Product Owners: prune and let it go.

Almond Blossom — Vincent Van Gogh (circa 1890)

Storytime.

When I was in college, as an architect-to-be, most of my focus was charged towards Project and Drawing classes. Those were very appealing to me and to all those who wanted to be at the standard rockstar architecture office or even trying the path to become the founder of one.

However, every now and then I jumped into a class outside of that focus that brought me something else, something that was not in that known and safe path of the standard architect. A bunch of them suck — this is college and experimenting is part of the process, it was normal to not like the taste of some— , but sometimes an amazing teacher would swoop in and give us the ball in one of those classes. And one of those guys was Sérgio, our “Botanical Studies” teacher.

I can't state how much of a unique figure he was. 6' tall, big red nose, grizzly and shaggy bearded, dressed as a fisherman, he would come into the room with a thunder of a voice and giant blue crossed eyes… I think you can comprehend how impossible it was to not notice this guy. He was the sweetest, he loved bringing students outside to touch, look and feel nature. Yeap. He was one of those tree huggers, you got it.

I developed a good relationship with him. I admired his love for nature and how he managed to be such an authentic man (considering how much of an outcast he was in the middle of his architecture Corbusier-fancy-pants peers that dressed — and act — like Reynolds Woodcock in Phantom Thread). He even asked me some help with his eye drop medicine after class. Man, he was a great dude.

Ok. By now I’ve already digressed enough. The thing is… One of these days I was thinking about business and one story Sérgio told in class stroke me like lightning and I could remember his rumbling voice telling it.

Sérgio was teaching us about how trees grow and how important it was to prune them properly. He said trees, depending on their type, grow in a certain way that we can predict. However, there are times that nature does not go by the book and things can go out of hand if we don’t step in.

Imagine a tree, that has a steep and fast growth, and that by some luck grows a branch to the side right when she was young. A beautiful branch. It grows strong and big and it opens wide like a Schwarzenegger arm flex. That branch comes to deliver leaves, flowers, and even fruits. Since it grew sideways, its fruits are hanging low, its flowers can be seen up close, and the branch works beautifully as a bench where you could sit.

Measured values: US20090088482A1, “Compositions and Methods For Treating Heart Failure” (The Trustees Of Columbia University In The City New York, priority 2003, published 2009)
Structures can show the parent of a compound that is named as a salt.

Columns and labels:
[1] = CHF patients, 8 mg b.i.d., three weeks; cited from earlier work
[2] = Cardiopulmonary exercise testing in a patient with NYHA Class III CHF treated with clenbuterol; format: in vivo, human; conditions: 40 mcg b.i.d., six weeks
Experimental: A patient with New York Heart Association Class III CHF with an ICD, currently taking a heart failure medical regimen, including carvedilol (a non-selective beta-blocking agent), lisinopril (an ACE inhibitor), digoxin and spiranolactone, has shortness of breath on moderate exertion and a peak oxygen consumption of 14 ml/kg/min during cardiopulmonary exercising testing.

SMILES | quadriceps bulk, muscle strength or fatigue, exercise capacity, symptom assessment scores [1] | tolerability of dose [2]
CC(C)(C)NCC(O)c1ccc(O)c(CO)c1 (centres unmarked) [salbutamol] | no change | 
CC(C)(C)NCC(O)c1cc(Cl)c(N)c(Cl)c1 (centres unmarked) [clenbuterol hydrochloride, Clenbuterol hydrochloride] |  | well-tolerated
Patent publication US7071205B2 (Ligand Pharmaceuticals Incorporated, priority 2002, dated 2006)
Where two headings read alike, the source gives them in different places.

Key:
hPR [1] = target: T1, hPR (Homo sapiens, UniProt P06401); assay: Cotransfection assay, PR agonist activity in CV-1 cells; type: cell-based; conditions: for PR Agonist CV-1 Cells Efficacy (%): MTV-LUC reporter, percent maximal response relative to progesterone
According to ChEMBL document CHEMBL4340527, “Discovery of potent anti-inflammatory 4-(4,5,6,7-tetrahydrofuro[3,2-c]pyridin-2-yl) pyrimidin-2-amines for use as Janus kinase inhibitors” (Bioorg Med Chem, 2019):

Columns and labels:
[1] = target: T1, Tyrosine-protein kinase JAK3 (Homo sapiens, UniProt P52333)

With time, that branch starts to weigh the tree and its natural vertical growth starts going diagonal. The weight builds up and you come to realize that if we don’t do something, the tree will go down. But you love and cherish that branch, it provides a lot to you and so you decide to wait.

The branch grows further and further, and now the tree is in serious danger. Damn, it might even fall over your house! OK, there’s no way to delay this anymore. You call a guy and the branch goes down. It was a tough call, but you had to, right? However, you now can see that the tree is still in that diagonal pattern of growth, and leaves start going gold and red. As time passes, the leaves fall and unfortunately the tree has to be put down.

Wow, that is one sad old story. Imagine the privilege of hearing it from Sérgio.

And that’s where I go back to business. It is so hard to notice when you, as a Product Owner, are letting a harmful branch grow in the roadmap. You have to see many trees grow before sorting out what are the good and the bad branches. Of course, a product is not a tree, but we got to give Sérgio some credit here. Developing the skill of knowing how a product should grow is one of the most challenging and beautiful ones a Product Owner goes through in his path.

The fruits of a sideways branch might be hanging low, it might look good and easy to work with this. But a good Product Owner should learn what is the main and expected growth of a product and what will be a digression. She should have a keen eye and challenge assumptions. Sometimes building those easy kick win features that provide fast value won't help the product to grow further. Those must be cut and pruned from the project — or at least, duly noted and left for later.

Product Owners: prune. Stay open and try developing a sixth-sense around the possibility that the scope that you passed through hours of discovery, design and maybe even CODED, might be harming the project. Let go. That is part of the job too.

Post dedicated to Sérgio Luiz de Carvalho Leite, wherever he might be right now. Thanks for being who you are. 🍃

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Startups from the ground up | More on https://www.linkedin.com/in/lucaspic/

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Lucas Piccoli Weinmann

Lucas Piccoli Weinmann

Startups from the ground up | More on https://www.linkedin.com/in/lucaspic/

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